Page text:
4. Early decelerations An early deceleration is a uniformly shaped deceleration of gradual onset and gradual return to baseline associated with a uterine contraction. The degree of slowing generally is proportional to the strength of the associated uterine contraction, and the timing of the deceleration accompanying the uterine contraction generally mirrors the contraction with the early deceleration nadir at the peak of the contraction. Early decelerations are thought to result from fetal head compression altering cerebral blood flow and leading to cardiac slowing through a vagal reflex. This is supported by the experimental finding that early decelerations can be abolished or altered by the administration of atropine. Early decelerations are generally seen in active labor and are a pattern not associated with fetal hypoxia, acidosis, or subsequent depressed Apgar scores.

Please cite this article in press as: Nageotte MP, Fetal heart rate monitoring, Seminars in Fetal & Neonatal Medicine (2015), 10.1016/j.siny.2015.02.002

M.P. Nageotte / Seminars in Fetal & Neonatal Medicine xxx (2015) 1e5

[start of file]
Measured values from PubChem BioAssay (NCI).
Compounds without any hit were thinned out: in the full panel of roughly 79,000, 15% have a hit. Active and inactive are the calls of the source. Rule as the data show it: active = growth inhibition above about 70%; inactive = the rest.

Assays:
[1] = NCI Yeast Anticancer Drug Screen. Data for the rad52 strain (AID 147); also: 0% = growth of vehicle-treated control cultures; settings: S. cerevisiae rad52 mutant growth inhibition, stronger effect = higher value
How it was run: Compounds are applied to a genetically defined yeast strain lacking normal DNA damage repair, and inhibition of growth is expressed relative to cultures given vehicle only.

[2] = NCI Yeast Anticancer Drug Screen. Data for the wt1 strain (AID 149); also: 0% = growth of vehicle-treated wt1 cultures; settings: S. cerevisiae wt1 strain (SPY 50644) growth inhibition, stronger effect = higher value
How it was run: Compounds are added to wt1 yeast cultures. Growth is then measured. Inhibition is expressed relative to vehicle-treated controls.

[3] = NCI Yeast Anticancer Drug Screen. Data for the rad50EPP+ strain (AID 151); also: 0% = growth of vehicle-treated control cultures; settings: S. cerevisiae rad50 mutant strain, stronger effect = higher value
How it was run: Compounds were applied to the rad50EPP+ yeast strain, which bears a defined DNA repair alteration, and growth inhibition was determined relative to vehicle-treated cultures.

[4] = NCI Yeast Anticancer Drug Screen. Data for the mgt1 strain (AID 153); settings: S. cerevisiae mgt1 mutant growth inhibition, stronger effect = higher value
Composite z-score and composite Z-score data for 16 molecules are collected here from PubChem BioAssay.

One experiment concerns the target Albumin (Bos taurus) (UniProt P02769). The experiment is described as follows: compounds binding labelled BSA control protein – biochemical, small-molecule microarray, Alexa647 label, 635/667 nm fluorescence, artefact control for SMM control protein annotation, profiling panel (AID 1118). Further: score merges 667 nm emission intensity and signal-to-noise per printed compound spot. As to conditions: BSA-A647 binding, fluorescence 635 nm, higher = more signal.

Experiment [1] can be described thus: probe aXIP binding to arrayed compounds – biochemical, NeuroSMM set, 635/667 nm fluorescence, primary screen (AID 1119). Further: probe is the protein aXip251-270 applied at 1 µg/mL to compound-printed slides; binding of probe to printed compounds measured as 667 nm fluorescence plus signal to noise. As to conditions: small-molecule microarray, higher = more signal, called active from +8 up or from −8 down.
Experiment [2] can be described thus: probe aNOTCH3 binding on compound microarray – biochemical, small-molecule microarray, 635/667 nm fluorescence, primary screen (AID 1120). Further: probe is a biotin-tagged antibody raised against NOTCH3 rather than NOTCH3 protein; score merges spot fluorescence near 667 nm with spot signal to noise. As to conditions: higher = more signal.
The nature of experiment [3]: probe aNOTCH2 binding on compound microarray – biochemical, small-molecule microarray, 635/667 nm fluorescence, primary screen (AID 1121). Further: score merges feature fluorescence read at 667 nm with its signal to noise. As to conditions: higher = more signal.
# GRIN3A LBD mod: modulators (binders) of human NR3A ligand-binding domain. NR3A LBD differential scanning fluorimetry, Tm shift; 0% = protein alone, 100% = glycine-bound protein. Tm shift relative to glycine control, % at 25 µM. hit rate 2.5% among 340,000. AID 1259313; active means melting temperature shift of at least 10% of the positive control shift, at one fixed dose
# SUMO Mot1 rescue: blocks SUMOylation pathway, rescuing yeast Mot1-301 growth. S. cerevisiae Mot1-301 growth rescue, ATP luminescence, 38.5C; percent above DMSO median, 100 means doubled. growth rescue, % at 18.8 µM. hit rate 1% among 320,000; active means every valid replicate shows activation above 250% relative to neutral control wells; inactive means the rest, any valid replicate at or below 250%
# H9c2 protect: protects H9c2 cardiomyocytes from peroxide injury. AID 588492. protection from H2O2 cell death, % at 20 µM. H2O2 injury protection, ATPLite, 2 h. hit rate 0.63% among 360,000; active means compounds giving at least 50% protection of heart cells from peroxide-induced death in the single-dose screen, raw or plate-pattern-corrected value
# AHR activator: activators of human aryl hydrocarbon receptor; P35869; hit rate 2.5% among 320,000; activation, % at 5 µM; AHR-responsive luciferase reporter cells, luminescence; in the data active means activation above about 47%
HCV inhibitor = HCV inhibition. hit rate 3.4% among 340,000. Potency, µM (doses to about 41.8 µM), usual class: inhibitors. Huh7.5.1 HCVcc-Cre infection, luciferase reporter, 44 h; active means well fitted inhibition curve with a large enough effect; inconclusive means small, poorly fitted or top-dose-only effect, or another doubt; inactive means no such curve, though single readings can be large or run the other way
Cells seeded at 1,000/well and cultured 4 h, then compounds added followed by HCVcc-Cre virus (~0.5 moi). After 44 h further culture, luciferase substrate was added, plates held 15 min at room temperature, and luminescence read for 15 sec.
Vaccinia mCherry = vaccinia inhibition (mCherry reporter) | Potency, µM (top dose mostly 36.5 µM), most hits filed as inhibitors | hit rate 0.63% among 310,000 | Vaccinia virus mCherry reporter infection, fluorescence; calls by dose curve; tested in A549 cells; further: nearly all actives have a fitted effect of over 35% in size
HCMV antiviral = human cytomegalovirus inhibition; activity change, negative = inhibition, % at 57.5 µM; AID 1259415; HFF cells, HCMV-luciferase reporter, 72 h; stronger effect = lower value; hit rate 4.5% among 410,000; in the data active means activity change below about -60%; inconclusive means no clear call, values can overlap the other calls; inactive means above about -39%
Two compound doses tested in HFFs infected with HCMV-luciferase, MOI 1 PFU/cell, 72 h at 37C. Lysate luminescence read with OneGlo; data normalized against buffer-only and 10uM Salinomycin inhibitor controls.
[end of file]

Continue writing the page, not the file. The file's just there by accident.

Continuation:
5. Variable decelerations The most common deceleration of the fetal heart rate is the variable deceleration. Variable decelerations frequently occur in both the first and second stages of labor and are usually indicative of some degree of obstruction to fetal blood flow through the umbilical cord or compression of the vessels within the cord. Again, the mechanism of such deceleration is thought to be mediated through the vagus nerve and often bears no temporal relationship to uterine contractions. Hypoxia is clearly not required to produce variable decelerations, as changes in fetal blood pressure associated with umbilical cord compression alone can produce such patterns. Data from studies using continuous fetal pulse oximetry also have demonstrated that deep and relatively prolonged variable decelerations occur often without any change in fetal oxygen saturation. Pregnancies complicated with decreased amniotic fluid (oligohydramnios) are associated with more frequent patterns of variable decelerations, and this is thought to be related to the loss of the protective effect of the amniotic fluid on the fetal umbilical cord. Such a relationship is further supported by the fact that, in cases with diminished amniotic fluid in labor treated with saline amnio-infusion via a transcervical catheter, there is a reduction in the frequency of variable decelerations in both preterm and term fetuses compared to controls [2]. Variable decelerations characteristically are very abrupt in onset and return to baseline. They may be associated with fetal movement or uterine contractions and are most commonly seen in the second stage of labor associated with maternal Valsalva and pushing efforts. Variable decelerations have different degrees of decrease of heart rate, time below baseline, and rate of return to baseline. The vast majority of variable decelerations are not associated with significant hypoxia or acidosis. Because of their frequency and unpredictability, variable decelerations must be evaluated and managed closely. With cord compression that is prolonged and repetitive, there may be the development of progressive fetal hypoxia and respiratory acidosis. Thus, variable decelerations have been graded as mild, moderate, and severe. Mild variable decelerations last for 2 min. Such a decrease must be 15 bpm below baseline and last 80% of fetuses in labor demonstrate at times Category II patterns [7]. Recently, specific management proposals for Category II tracings have been recommended and generally utilized [8]. These include the use of various algorithms for management depending upon the presence or absence of variability or accelerations of the fetal heart rate, the presence or absence of significant decelerations, the stage of labor, and evidence of normal progress in labor. 11. Conclusion The use of EFM continues to be ubiquitous in modern labor and delivery units. Whereas there is no clear consensus regarding strict guidelines for the clinical management of all patients using specific fetal heart rate patterns, there is little variation in opinion about the definition of distinctly normal and abnormal patterns. Most fetuses demonstrate patterns of heart rate during labor that are intermediate between these extremes. In such a setting, the specific clinical management and presumed fetal status are controversial and there is not one accepted standard of care for management. With such a background, it is imperative that clinical concerns regarding fetal or maternal status must be clearly documented and shared among all members of the health care team. This includes clear communication among the physicians and nurses managing the patient, as well as with the neonatal team tasked with caring for and at times emergently resuscitating the newborn. Whereas strides have been clearly made toward eliminating the cases of unexpected intrapartum stillbirth, the use of continuous EFM remains a challenge in the appropriate interpretation, application, and credentialing of those who utilize it in an effort to safeguard the mother and her fetus during the process of parturition.